This raises very difficult questions about the meaning and practice of international solidarity. Things might have gone quite differently if citizens and organizations—both globally and in Africa—had applied the logic of “only at home” during the decades-long struggle against white supremacy in South Africa. These tensions are further magnified by violent xenophobic attacks against other African migrants, which have become routine in South Africa. This violence similarly relies on a willful forgetting of the solidarity extended to the South African liberation struggle by its African neighbors. The South African government is increasingly at risk of forgetting this solidarity as well. Prior to the ICJ case, the ANC government released its 2023 Immigration White Paper, which wants to further scale back rights and protections for migrants and refugees. In this context, “only at home” means deliberately removing basic rights and protections for other Africans seeking sanctuary.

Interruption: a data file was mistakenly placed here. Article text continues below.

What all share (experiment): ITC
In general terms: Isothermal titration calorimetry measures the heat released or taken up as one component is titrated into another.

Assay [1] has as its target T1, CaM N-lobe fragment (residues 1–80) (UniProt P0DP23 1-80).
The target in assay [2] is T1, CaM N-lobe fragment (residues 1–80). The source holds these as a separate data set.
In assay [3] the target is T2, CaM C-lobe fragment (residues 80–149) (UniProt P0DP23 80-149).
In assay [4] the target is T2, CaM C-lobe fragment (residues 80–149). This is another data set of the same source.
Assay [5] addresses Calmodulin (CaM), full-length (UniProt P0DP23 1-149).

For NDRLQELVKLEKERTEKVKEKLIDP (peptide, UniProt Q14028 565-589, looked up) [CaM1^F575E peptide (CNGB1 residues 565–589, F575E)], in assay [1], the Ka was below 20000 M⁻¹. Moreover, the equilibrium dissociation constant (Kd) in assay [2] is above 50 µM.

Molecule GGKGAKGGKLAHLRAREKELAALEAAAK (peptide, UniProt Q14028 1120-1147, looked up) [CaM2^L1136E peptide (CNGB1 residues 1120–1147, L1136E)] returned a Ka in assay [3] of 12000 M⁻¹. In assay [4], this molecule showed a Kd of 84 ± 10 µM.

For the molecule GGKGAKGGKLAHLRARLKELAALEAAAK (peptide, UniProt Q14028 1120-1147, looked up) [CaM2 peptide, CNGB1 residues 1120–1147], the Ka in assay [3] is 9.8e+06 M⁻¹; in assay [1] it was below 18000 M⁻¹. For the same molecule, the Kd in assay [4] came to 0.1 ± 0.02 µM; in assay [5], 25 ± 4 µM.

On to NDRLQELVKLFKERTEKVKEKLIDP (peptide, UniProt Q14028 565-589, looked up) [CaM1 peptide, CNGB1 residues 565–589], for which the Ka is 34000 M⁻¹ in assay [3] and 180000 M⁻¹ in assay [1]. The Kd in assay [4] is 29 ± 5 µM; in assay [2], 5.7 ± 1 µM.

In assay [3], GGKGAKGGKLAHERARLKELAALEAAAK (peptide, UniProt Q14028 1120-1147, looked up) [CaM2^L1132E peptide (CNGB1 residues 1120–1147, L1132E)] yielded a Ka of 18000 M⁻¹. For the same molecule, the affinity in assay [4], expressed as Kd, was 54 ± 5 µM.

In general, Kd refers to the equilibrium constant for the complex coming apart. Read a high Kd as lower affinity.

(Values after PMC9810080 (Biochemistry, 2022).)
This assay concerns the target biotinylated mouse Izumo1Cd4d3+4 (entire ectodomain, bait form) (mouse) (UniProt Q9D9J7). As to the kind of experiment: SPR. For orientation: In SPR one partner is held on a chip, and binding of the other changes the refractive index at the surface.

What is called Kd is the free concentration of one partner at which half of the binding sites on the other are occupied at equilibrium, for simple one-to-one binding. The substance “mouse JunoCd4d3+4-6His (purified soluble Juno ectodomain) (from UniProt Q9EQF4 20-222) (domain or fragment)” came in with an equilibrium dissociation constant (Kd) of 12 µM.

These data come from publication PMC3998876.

Geographic distance should not determine the limits of solidarity. South Africa and Palestine are bound together by their shared experiences of dehumanization. At the ICJ, the South African team held Israel responsible for apartheid. Vusimuzi Madonsela, South Africa’s ambassador to the Netherlands, where the ICJ is based, said, “We as South Africans sense, see, hear and feel to our core the inhumane discriminatory policies and practices of the Israeli regime as an even more extreme form of the apartheid that was institutionalized against Black people in my country.” The ties that bind South Africa and Palestine—a history of dehumanization, segregation, and settler colonialism—are thus deep and enduring.